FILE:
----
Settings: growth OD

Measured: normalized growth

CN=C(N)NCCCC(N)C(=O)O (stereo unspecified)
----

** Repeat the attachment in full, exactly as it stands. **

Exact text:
Settings: growth OD

Measured: normalized growth

CN=C(N)NCCCC(N)C(=O)O (stereo unspecified)